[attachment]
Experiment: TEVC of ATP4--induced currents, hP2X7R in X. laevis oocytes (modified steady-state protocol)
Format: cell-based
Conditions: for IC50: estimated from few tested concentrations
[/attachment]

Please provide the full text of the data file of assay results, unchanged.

Experiment: TEVC of ATP4--induced currents, hP2X7R in X. laevis oocytes (modified steady-state protocol)
Format: cell-based
Conditions: for IC50: estimated from few tested concentrations